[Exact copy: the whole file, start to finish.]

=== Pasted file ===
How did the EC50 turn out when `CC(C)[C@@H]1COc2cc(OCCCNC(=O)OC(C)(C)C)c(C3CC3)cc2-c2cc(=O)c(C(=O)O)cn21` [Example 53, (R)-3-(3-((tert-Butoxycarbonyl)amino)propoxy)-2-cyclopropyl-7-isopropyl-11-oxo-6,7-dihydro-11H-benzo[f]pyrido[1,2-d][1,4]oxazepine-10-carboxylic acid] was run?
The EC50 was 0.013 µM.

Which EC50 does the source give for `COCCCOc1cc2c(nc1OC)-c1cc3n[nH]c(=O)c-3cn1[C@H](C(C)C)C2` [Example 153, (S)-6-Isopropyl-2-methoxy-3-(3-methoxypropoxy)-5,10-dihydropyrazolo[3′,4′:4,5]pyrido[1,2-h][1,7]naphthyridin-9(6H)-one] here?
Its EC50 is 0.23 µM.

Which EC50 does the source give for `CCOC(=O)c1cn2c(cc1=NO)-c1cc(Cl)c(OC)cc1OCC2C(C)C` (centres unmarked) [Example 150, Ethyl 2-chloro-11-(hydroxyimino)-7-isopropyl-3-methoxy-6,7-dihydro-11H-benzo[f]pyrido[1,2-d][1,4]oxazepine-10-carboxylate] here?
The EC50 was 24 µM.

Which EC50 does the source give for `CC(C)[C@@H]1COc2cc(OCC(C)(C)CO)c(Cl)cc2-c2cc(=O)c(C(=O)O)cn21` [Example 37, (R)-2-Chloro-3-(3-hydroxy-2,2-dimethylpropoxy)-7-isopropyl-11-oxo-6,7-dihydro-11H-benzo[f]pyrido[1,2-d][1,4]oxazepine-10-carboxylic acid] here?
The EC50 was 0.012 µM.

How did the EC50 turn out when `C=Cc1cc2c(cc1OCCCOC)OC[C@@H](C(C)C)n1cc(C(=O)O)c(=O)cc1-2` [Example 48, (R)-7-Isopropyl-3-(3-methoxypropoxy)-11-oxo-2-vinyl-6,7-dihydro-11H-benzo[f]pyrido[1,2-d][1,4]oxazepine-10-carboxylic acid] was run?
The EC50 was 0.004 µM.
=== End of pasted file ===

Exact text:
How did the EC50 turn out when `CC(C)[C@@H]1COc2cc(OCCCNC(=O)OC(C)(C)C)c(C3CC3)cc2-c2cc(=O)c(C(=O)O)cn21` [Example 53, (R)-3-(3-((tert-Butoxycarbonyl)amino)propoxy)-2-cyclopropyl-7-isopropyl-11-oxo-6,7-dihydro-11H-benzo[f]pyrido[1,2-d][1,4]oxazepine-10-carboxylic acid] was run?
The EC50 was 0.013 µM.

Which EC50 does the source give for `COCCCOc1cc2c(nc1OC)-c1cc3n[nH]c(=O)c-3cn1[C@H](C(C)C)C2` [Example 153, (S)-6-Isopropyl-2-methoxy-3-(3-methoxypropoxy)-5,10-dihydropyrazolo[3′,4′:4,5]pyrido[1,2-h][1,7]naphthyridin-9(6H)-one] here?
Its EC50 is 0.23 µM.

Which EC50 does the source give for `CCOC(=O)c1cn2c(cc1=NO)-c1cc(Cl)c(OC)cc1OCC2C(C)C` (centres unmarked) [Example 150, Ethyl 2-chloro-11-(hydroxyimino)-7-isopropyl-3-methoxy-6,7-dihydro-11H-benzo[f]pyrido[1,2-d][1,4]oxazepine-10-carboxylate] here?
The EC50 was 24 µM.

Which EC50 does the source give for `CC(C)[C@@H]1COc2cc(OCC(C)(C)CO)c(Cl)cc2-c2cc(=O)c(C(=O)O)cn21` [Example 37, (R)-2-Chloro-3-(3-hydroxy-2,2-dimethylpropoxy)-7-isopropyl-11-oxo-6,7-dihydro-11H-benzo[f]pyrido[1,2-d][1,4]oxazepine-10-carboxylic acid] here?
The EC50 was 0.012 µM.

How did the EC50 turn out when `C=Cc1cc2c(cc1OCCCOC)OC[C@@H](C(C)C)n1cc(C(=O)O)c(=O)cc1-2` [Example 48, (R)-7-Isopropyl-3-(3-methoxypropoxy)-11-oxo-2-vinyl-6,7-dihydro-11H-benzo[f]pyrido[1,2-d][1,4]oxazepine-10-carboxylic acid] was run?
The EC50 was 0.004 µM.